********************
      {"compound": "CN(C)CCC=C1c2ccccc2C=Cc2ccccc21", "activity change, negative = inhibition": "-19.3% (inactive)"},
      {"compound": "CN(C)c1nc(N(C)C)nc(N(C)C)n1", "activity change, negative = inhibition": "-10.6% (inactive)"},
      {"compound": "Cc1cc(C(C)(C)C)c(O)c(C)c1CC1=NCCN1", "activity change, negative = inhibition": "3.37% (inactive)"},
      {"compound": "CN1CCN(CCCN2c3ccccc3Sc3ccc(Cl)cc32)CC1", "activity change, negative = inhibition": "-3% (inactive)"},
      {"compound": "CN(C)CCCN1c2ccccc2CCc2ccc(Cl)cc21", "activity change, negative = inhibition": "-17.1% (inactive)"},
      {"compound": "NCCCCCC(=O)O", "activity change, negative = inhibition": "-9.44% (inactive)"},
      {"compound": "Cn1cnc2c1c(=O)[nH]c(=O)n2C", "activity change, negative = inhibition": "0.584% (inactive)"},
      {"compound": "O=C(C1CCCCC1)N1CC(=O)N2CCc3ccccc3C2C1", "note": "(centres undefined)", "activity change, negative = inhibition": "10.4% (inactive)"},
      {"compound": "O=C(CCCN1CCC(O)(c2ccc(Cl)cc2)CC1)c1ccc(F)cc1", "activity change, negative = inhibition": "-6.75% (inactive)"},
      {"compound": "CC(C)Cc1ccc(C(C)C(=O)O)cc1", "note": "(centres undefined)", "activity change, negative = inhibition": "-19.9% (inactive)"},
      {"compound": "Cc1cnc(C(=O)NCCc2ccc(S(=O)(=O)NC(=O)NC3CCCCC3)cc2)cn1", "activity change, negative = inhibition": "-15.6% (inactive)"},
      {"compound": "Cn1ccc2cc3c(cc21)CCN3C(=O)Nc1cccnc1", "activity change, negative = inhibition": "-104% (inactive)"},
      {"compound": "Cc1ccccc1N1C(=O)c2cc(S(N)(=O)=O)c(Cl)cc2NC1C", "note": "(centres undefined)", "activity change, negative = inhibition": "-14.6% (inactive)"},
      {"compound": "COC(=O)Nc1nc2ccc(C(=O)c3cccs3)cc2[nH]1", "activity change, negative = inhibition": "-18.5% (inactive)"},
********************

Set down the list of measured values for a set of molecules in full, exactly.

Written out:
      {"compound": "CN(C)CCC=C1c2ccccc2C=Cc2ccccc21", "activity change, negative = inhibition": "-19.3% (inactive)"},
      {"compound": "CN(C)c1nc(N(C)C)nc(N(C)C)n1", "activity change, negative = inhibition": "-10.6% (inactive)"},
      {"compound": "Cc1cc(C(C)(C)C)c(O)c(C)c1CC1=NCCN1", "activity change, negative = inhibition": "3.37% (inactive)"},
      {"compound": "CN1CCN(CCCN2c3ccccc3Sc3ccc(Cl)cc32)CC1", "activity change, negative = inhibition": "-3% (inactive)"},
      {"compound": "CN(C)CCCN1c2ccccc2CCc2ccc(Cl)cc21", "activity change, negative = inhibition": "-17.1% (inactive)"},
      {"compound": "NCCCCCC(=O)O", "activity change, negative = inhibition": "-9.44% (inactive)"},
      {"compound": "Cn1cnc2c1c(=O)[nH]c(=O)n2C", "activity change, negative = inhibition": "0.584% (inactive)"},
      {"compound": "O=C(C1CCCCC1)N1CC(=O)N2CCc3ccccc3C2C1", "note": "(centres undefined)", "activity change, negative = inhibition": "10.4% (inactive)"},
      {"compound": "O=C(CCCN1CCC(O)(c2ccc(Cl)cc2)CC1)c1ccc(F)cc1", "activity change, negative = inhibition": "-6.75% (inactive)"},
      {"compound": "CC(C)Cc1ccc(C(C)C(=O)O)cc1", "note": "(centres undefined)", "activity change, negative = inhibition": "-19.9% (inactive)"},
      {"compound": "Cc1cnc(C(=O)NCCc2ccc(S(=O)(=O)NC(=O)NC3CCCCC3)cc2)cn1", "activity change, negative = inhibition": "-15.6% (inactive)"},
      {"compound": "Cn1ccc2cc3c(cc21)CCN3C(=O)Nc1cccnc1", "activity change, negative = inhibition": "-104% (inactive)"},
      {"compound": "Cc1ccccc1N1C(=O)c2cc(S(N)(=O)=O)c(Cl)cc2NC1C", "note": "(centres undefined)", "activity change, negative = inhibition": "-14.6% (inactive)"},
      {"compound": "COC(=O)Nc1nc2ccc(C(=O)c3cccs3)cc2[nH]1", "activity change, negative = inhibition": "-18.5% (inactive)"},